Every year, as the monsoon sets over Hyderabad, the same situation plays out – waterlogging and complete inundation of roads followed by long traffic jams, some which may even result in commuters taking three hours to travel 3 km. This year seems no different, as officials who said that they were prepared to handle the rains, seem to have overlooked many areas, especially in the city's IT sector; commonly known as Cyberabad.
The waterlogging as a result of the rain is so severe, that the traffic police have issued advisories on alternate routes to take, recommending that commuters avoid several arterial roads in the city.
CTP advise taking alternative routes to avoid traffic jams during rains. pic.twitter.com/9DiPGDmnFx— CYBERABAD TRAFFIC (@CYBTRAFFIC) June 25, 2019
CTP advise taking alternative routes to avoid traffic jams during rains. pic.twitter.com/y82baqp1J7— CYBERABAD TRAFFIC (@CYBTRAFFIC) June 25, 2019
CTP advise taking alternative routes to avoid traffic jams during rains. pic.twitter.com/5wnwlCf487— CYBERABAD TRAFFIC (@CYBTRAFFIC) June 25, 2019
CTP advise taking alternative routes to avoid traffic jams during rains. pic.twitter.com/v9N1idutf2— CYBERABAD TRAFFIC (@CYBTRAFFIC) June 25, 2019
So, what are the causes of Hyderabad’s waterlogging woes and who is to blame?
One of the main issues according to urban planners and activists is rapid urbanisation in the city, especially in the IT corridor, where an area that was once dotted with towering rocks and large lakes, have been flattened to give way to skyscrapers and high-rises.
This negligence by successive governments, without considering the topography of the area, is one of the main reasons, say activists.
In May this year, Forum for Good Governance wrote to Governor ESL Narasimhan, over the rampant illegal constructions in the last decade in Hyderabad and Secunderabad.
Speaking to TNM, FGG Secretary M Padmanabha Reddy said, "By GHMC's own admission, there are at least 1.2 lakh illegal constructions in the city. This is due to a combination of factors; the greediness of citizens, the corrupt attitude of municipal officials and apathetic politicians."
The activist, who retired as a senior bureaucrat, also blames faulty planning for the flooding in the IT corridor.
Taking the example of constant inundation that the road outside Shilparamam near the city's Cyber Towers sees, he says, "The planning itself was faulty. The government knew that several lakh employees would travel every day to the area, but still proper planning was not done."
"The Cyber Towers flyover and the T junction are located higher, while the area outside Shilparamam is lower. There used to be a natural stream that used to flow into a small lake nearby, which has now been blocked. As a result, the water piles up," he adds.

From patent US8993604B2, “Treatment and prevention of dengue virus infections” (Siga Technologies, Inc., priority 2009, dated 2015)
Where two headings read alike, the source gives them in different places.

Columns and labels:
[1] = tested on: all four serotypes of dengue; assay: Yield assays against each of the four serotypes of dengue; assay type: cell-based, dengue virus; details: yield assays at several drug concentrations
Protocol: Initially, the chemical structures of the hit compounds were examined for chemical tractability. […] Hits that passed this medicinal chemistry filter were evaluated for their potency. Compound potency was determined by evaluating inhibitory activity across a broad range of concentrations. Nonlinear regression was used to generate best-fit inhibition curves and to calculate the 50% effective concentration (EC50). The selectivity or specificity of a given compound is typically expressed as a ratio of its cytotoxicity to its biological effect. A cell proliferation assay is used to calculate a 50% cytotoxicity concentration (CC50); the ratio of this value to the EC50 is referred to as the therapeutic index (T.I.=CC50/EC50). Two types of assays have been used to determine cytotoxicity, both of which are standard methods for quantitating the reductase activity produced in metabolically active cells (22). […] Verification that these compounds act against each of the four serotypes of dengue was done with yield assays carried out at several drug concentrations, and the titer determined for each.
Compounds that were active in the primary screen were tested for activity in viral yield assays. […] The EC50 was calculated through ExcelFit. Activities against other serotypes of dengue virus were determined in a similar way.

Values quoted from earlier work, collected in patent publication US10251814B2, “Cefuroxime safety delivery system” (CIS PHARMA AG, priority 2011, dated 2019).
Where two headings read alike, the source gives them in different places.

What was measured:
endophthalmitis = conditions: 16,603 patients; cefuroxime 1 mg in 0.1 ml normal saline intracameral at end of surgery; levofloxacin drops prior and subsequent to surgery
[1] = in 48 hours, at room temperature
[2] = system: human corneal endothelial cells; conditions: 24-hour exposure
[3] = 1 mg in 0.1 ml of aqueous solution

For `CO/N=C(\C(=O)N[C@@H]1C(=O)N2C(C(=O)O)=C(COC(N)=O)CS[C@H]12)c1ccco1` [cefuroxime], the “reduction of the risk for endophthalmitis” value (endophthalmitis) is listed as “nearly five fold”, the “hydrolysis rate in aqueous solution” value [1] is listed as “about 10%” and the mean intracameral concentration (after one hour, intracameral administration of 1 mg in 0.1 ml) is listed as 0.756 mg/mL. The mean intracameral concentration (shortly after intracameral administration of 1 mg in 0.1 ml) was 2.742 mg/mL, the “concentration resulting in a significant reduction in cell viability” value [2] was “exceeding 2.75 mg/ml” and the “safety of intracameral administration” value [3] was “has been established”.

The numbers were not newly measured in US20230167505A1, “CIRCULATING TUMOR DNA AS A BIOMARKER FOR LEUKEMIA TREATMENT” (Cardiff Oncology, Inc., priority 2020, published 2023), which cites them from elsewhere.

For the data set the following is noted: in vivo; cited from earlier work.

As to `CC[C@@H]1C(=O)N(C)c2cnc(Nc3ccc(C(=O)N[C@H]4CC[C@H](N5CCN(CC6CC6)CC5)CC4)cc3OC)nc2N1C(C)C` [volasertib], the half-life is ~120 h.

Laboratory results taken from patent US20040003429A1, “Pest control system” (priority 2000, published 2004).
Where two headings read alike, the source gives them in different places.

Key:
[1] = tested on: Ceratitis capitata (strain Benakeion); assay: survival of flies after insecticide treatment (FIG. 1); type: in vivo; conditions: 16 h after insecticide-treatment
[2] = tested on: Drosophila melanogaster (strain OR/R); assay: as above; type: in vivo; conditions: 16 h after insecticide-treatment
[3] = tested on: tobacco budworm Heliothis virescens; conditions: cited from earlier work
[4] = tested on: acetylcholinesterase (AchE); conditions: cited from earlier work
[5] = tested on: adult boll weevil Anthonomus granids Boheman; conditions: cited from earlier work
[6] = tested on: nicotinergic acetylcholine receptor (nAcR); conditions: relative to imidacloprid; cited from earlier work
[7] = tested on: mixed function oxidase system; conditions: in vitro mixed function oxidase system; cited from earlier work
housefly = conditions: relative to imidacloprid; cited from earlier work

The Cyberabad Traffic Police have also acknowledged the issue. In a press note earlier this week, authorities said, "Approximately, half an hour of waterlogging at Shilparamam would lead to congestion at Kothaguda, Botanical gardens and Gachibowli for almost 2 to 3 hours. It would take 2 to 3 hours of hard work by traffic police in regulating and normalising the traffic."
Another reason cited for the issue is inadequate desilting by the GHMC. While the municipal body claims to have undertaken a serious desilting exercise ahead of the monsoon, it clearly isn't enough, say experts.
Arguing that a 'permanent solution' is required, Dr LH Rao, a Hyderabad-based civil engineer, says, "The desilting needs to be done sincerely. With constructions coming up everywhere and road widening also in progress at various places in the city, there is an increased flow of surface runoff, which needs to be addressed."
"Another issue is that stormwater drains are dysfunctional. Though they have built a network of drains, there is no proper inlet into the canal. The entry often gets covered up and as a result, water is not going inside. Instead it flows into sewer lines and this is why sewage overflows onto the street," he adds.
Rao also points out that the entire length of the stormwater drain must be checked ahead of the monsoon, as structures also encroach on the drains and block the flow of water.
Another major issue, that even the GHMC admits to, is construction debris. It is a common sight to stack up sand, cement and bricks outside an upcoming structure. All this, gets swept into the drains and adds to the silt, when the city witnesses showers.
"It’s an effort that should span across the whole year and not just a few months before and during monsoon. Though the authorities are aware of it, they are not acting enough. Instead, they just panic and break dividers when it rains to drain out the water. Repairing the damage they do, is only additional cost on the state exchequer," Rao adds.
Meanwhile, the GHMC has issued a list of 123 points in the city where major waterlogging is taking place. 495 monsoon teams have also been deployed on the streets of the city to ensure smooth flow of traffic and water pumps have been arranged to drain out water in case of stagnation.